Sanctions and the Struggle Against Apartheid in a Changing South Africa

by American Committee on Africa
New York, New York, United States
March 1990
11 pages
Type: Conference Presentation
Coverage in Africa: South Africa
Coverage outside Africa: United States, Europe, France, Italy, Norway
Language: English
Paper presented by the American Committee on Africa at the International Workshop on Sanctions in Oslo, Norway on March 8-11, 1990. There have been many recent victories inside South Africa in the struggle to end apartheid and establish a democratic system. This changing situation also creates new organizational challenges for the African National Congress (ANC), the entire democratic movement, and the international solidarity movement. The movement will need to keep explaining the continued need for sanctions while simultaneously calling for expanding sanctions. The paper includes Excerpt from the Comprehensive Anti-Apartheid Act on the ending of sanctions. The paper discusses Nelson Mandela, the Consultative Business Movement, Caltex Petroleum, Mobil, President Reagan, constructive engagement, Goodyear Tire & Rubber, licensing, franchising, distribution agreements, Guidelines for Divestment, Motorola, Merrill Lynch, Pyramid Technology, Mass Divest, the Comprehensive Anti-Apartheid Act of 1986, the arms embargo, Rangel Amendment to the Budget Reconciliation Act of 1987, taxes, the Anti-Apartheid Amendments Act (HR.21), the South African Financial Sanctions for Democracy Act (HR. 3458), Vote for the People Campaign, Thabo Mbeki, the Group Areas Act, the Population Registration Act, negotiations, Congress, COSATU, the mass democratic movement, Coca-Cola, Archbishop Desmond Tutu, U.S. banks, conversion of outstanding loans inside the standstill to ten year exit loans outside the standstill, the Interfaith Center on Corporate Responsibility, the Bank of New York, BankAmerica, Hewlett Packard, IBM, Unysis, Olivetti, Digital Equipment Corp., Memorex Telex N.V., Groupe Bull, Zenith Data Systems, DataTec, Apple, Lotus, Wang, Zenith, and PUBLIC LAW 99-440. • THE CHANGING POLITICAL SITUATION • SOUTH AFRICA'S ECONOMIC LINKS TO THE WORLD • SUCCESSFUL PRESSURE - HOW WE GOT HERE • State and Municipal Action • Legal Issues • U.S. Federal Sanctions • LOOKING TOWARDS THE FUTURE • 1. How do we keep up the pressure? • 2. Sanctions Until When? • 3. How often can you lift economic sanctions? • 4. How Many Exceptions? • FUTURE CAMPAIGNS • Financial Sanctions • Computers • CONCLUSION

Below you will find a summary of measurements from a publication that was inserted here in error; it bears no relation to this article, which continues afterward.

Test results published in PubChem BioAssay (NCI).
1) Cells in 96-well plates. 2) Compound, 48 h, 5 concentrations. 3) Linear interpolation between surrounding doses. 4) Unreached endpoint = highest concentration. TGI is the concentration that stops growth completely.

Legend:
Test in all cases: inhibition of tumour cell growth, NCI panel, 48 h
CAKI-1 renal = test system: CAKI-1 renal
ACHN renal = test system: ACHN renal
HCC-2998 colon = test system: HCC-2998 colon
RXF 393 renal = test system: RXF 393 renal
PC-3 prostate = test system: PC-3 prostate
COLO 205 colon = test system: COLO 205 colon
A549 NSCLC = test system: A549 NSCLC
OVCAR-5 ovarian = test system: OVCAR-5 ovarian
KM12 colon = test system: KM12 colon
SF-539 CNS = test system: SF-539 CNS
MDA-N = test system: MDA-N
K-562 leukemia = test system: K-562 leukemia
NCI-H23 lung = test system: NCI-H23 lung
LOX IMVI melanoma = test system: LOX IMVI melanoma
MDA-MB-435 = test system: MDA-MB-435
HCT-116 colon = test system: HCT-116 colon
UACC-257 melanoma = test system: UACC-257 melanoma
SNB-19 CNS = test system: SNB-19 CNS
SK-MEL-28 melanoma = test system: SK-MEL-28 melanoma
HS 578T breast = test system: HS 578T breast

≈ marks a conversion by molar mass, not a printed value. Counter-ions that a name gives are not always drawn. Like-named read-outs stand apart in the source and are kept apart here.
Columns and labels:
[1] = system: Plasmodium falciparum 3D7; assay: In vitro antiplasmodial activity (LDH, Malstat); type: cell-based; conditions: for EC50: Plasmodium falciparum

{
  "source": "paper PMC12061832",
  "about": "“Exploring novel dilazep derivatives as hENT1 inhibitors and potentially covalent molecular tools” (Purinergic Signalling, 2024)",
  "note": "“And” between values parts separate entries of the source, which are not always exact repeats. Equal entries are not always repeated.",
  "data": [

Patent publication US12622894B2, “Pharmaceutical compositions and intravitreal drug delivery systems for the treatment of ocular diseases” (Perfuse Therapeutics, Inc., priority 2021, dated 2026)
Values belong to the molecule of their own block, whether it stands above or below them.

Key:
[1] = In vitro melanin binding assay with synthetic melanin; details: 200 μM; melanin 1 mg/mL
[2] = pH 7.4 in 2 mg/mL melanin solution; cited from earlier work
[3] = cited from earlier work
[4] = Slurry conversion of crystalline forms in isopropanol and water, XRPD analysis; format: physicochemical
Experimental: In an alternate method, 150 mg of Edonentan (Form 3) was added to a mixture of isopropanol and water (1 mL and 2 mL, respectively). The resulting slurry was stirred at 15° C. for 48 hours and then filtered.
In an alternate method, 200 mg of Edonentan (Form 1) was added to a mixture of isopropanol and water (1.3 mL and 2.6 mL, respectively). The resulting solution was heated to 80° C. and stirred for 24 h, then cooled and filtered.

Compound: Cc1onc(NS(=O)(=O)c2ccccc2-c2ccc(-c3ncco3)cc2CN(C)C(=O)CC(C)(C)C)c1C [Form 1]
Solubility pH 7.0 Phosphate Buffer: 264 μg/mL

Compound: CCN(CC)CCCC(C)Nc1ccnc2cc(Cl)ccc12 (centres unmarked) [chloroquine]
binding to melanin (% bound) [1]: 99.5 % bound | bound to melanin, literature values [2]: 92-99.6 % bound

This item was digitized for Aluka, which made it available to the African Activist Archive.
Used by permission of Africa Action (successor to the American Committee on Africa).
Collection: Africa Action Archive